How Do HMG-CoA Reductase Inhibitors Prevent Stroke?

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Abstract

Stroke is a heterogeneous disorder with significantly high morbidity and mortality. The relationship between serum cholesterol level and the incidence of stroke remains controversial. Recent evidence from primary and secondary prevention trials suggests that treatment with hydroxymethylglutaryl coenzyme A (HMG-CoA) reductase inhibitors may reduce the incidence of stroke in patients with coronary artery disease (CAD). In this review, we attempt to outline and describe the potential mechanisms of HMG-CoA reductase inhibitors in the prevention of stroke.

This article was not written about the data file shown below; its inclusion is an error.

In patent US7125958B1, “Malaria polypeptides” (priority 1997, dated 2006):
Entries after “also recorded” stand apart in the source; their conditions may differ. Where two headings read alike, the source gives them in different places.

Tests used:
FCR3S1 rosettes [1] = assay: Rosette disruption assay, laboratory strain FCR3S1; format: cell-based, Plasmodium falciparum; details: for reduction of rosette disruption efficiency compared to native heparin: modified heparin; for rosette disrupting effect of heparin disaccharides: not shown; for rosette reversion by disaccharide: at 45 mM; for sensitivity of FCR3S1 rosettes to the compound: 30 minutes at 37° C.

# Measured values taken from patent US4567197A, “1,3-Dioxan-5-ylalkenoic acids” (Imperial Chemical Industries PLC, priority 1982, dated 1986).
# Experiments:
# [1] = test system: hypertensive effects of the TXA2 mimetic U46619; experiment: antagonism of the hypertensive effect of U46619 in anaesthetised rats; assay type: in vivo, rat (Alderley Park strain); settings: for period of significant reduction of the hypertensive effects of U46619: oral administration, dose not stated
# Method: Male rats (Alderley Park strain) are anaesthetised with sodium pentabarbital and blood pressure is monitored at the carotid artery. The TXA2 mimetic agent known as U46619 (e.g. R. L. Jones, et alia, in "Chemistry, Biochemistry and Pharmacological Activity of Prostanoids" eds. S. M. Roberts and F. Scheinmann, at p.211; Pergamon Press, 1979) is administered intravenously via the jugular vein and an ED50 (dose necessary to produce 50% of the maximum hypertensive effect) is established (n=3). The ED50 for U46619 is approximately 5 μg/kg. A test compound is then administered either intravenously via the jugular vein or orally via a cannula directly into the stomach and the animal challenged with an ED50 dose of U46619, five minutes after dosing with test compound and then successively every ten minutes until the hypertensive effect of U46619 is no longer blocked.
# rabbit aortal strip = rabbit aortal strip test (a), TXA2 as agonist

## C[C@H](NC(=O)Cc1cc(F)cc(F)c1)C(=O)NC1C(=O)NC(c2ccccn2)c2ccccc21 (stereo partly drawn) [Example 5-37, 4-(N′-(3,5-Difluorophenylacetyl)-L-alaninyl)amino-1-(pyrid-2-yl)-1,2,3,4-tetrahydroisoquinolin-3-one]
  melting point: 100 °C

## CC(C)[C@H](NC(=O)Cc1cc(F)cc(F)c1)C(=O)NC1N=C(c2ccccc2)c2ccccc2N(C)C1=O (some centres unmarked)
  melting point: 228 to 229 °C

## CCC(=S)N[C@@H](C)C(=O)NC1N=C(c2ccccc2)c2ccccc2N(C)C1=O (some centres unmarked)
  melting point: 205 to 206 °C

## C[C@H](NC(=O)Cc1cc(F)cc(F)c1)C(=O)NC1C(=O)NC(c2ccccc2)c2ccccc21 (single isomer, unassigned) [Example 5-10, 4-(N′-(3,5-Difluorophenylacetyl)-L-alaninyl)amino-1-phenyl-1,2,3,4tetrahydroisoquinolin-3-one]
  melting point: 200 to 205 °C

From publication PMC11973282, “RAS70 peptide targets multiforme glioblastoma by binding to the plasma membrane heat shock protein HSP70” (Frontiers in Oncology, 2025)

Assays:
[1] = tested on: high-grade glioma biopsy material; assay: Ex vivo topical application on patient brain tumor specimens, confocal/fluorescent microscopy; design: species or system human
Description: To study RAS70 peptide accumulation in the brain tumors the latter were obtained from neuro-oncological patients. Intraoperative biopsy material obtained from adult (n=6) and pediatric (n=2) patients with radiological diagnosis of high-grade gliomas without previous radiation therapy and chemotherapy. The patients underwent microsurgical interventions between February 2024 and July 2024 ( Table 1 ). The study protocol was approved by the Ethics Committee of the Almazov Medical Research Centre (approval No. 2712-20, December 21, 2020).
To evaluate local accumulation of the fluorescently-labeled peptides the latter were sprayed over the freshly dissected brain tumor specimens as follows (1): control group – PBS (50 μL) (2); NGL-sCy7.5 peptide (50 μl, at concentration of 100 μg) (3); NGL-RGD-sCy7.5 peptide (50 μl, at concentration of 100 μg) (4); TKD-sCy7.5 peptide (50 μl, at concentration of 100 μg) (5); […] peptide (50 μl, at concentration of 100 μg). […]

In addition to their lipid-lowering action HMG-CoA reductase inhibitors appear to exert their beneficial effects by various nonlipid-lowering mechanisms including anti-inflammatory effects, effect on endothelial function and coagulation cascade. Treatment with HMG-CoA reductase inhibitors is associated with decreased progression, plaque stablilization and even regression of atheromatous plaque in the carotid arteries. HMG-CoA reductase inhibitors also inhibit the coagulation cascade at various levels such as activation of prothrombin, factor V, factor X and liberation of tissue factor in response to vascular injury. Inhibition of fibrinolysis occurs secondary to inhibition of plasmin generation. Pravastatin therapy is associated with a reduction in the size of aortic atheroma which is an independent risk factor for stroke. Lastly, left ventricular dysfunction after acute myocardial infarction is associated with an increased risk of stroke and HMG-CoA reductase inhibitors may indirectly decrease the incidence of stroke by reducing coronary events. Most of these effects are independent of the cholesterol-lowering effects of HMG-CoA reductase inhibitors. In conclusion, HMG-CoA reductase inhibitors may have a role in primary prevention of stroke in patients with CAD.

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